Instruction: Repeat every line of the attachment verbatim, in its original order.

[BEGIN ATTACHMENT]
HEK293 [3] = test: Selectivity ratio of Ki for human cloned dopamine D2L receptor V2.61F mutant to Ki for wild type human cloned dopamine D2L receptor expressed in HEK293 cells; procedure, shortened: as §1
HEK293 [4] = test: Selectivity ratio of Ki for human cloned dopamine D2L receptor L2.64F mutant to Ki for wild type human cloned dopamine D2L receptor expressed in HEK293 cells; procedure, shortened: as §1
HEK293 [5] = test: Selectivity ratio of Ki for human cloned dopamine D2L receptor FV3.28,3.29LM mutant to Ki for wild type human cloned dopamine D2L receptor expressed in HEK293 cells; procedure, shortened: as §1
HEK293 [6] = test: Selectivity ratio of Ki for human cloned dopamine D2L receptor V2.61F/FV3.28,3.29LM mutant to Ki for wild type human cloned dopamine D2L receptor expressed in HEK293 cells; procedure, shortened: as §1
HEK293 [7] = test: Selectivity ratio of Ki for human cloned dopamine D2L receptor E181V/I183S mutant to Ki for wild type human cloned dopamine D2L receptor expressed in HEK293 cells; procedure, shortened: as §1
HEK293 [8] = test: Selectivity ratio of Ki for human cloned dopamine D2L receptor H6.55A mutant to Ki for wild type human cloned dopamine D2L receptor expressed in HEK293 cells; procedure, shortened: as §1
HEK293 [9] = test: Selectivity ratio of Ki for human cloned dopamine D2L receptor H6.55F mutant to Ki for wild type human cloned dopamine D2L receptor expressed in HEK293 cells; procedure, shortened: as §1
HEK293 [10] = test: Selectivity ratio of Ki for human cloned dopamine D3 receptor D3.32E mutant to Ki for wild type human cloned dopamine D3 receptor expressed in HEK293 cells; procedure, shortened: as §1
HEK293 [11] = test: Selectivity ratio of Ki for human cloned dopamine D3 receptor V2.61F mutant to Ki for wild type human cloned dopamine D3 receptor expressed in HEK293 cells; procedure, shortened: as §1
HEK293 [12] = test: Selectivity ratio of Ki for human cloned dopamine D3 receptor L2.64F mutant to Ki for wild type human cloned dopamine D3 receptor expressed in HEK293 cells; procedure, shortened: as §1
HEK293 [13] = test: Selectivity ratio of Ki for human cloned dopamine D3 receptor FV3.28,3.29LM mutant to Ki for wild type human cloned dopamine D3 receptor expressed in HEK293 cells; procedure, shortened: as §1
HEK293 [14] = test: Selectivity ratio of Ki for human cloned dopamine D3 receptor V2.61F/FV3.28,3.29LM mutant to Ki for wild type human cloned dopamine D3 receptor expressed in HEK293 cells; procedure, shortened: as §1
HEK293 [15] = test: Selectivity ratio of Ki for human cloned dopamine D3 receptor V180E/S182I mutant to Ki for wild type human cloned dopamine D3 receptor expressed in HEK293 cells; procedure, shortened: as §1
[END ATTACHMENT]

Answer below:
HEK293 [3] = test: Selectivity ratio of Ki for human cloned dopamine D2L receptor V2.61F mutant to Ki for wild type human cloned dopamine D2L receptor expressed in HEK293 cells; procedure, shortened: as §1
HEK293 [4] = test: Selectivity ratio of Ki for human cloned dopamine D2L receptor L2.64F mutant to Ki for wild type human cloned dopamine D2L receptor expressed in HEK293 cells; procedure, shortened: as §1
HEK293 [5] = test: Selectivity ratio of Ki for human cloned dopamine D2L receptor FV3.28,3.29LM mutant to Ki for wild type human cloned dopamine D2L receptor expressed in HEK293 cells; procedure, shortened: as §1
HEK293 [6] = test: Selectivity ratio of Ki for human cloned dopamine D2L receptor V2.61F/FV3.28,3.29LM mutant to Ki for wild type human cloned dopamine D2L receptor expressed in HEK293 cells; procedure, shortened: as §1
HEK293 [7] = test: Selectivity ratio of Ki for human cloned dopamine D2L receptor E181V/I183S mutant to Ki for wild type human cloned dopamine D2L receptor expressed in HEK293 cells; procedure, shortened: as §1
HEK293 [8] = test: Selectivity ratio of Ki for human cloned dopamine D2L receptor H6.55A mutant to Ki for wild type human cloned dopamine D2L receptor expressed in HEK293 cells; procedure, shortened: as §1
HEK293 [9] = test: Selectivity ratio of Ki for human cloned dopamine D2L receptor H6.55F mutant to Ki for wild type human cloned dopamine D2L receptor expressed in HEK293 cells; procedure, shortened: as §1
HEK293 [10] = test: Selectivity ratio of Ki for human cloned dopamine D3 receptor D3.32E mutant to Ki for wild type human cloned dopamine D3 receptor expressed in HEK293 cells; procedure, shortened: as §1
HEK293 [11] = test: Selectivity ratio of Ki for human cloned dopamine D3 receptor V2.61F mutant to Ki for wild type human cloned dopamine D3 receptor expressed in HEK293 cells; procedure, shortened: as §1
HEK293 [12] = test: Selectivity ratio of Ki for human cloned dopamine D3 receptor L2.64F mutant to Ki for wild type human cloned dopamine D3 receptor expressed in HEK293 cells; procedure, shortened: as §1
HEK293 [13] = test: Selectivity ratio of Ki for human cloned dopamine D3 receptor FV3.28,3.29LM mutant to Ki for wild type human cloned dopamine D3 receptor expressed in HEK293 cells; procedure, shortened: as §1
HEK293 [14] = test: Selectivity ratio of Ki for human cloned dopamine D3 receptor V2.61F/FV3.28,3.29LM mutant to Ki for wild type human cloned dopamine D3 receptor expressed in HEK293 cells; procedure, shortened: as §1
HEK293 [15] = test: Selectivity ratio of Ki for human cloned dopamine D3 receptor V180E/S182I mutant to Ki for wild type human cloned dopamine D3 receptor expressed in HEK293 cells; procedure, shortened: as §1